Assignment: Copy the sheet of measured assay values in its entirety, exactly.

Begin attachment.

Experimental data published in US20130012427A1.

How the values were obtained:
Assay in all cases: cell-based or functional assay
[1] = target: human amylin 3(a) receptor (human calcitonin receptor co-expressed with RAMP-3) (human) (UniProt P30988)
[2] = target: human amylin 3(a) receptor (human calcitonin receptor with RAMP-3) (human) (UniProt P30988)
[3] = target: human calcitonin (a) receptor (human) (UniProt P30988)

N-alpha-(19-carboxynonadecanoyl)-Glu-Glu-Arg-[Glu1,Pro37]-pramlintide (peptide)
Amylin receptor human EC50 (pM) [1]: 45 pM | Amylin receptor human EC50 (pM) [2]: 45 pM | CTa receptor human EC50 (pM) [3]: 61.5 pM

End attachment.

Experimental data published in US20130012427A1.

How the values were obtained:
Assay in all cases: cell-based or functional assay
[1] = target: human amylin 3(a) receptor (human calcitonin receptor co-expressed with RAMP-3) (human) (UniProt P30988)
[2] = target: human amylin 3(a) receptor (human calcitonin receptor with RAMP-3) (human) (UniProt P30988)
[3] = target: human calcitonin (a) receptor (human) (UniProt P30988)

N-alpha-(19-carboxynonadecanoyl)-Glu-Glu-Arg-[Glu1,Pro37]-pramlintide (peptide)
Amylin receptor human EC50 (pM) [1]: 45 pM | Amylin receptor human EC50 (pM) [2]: 45 pM | CTa receptor human EC50 (pM) [3]: 61.5 pM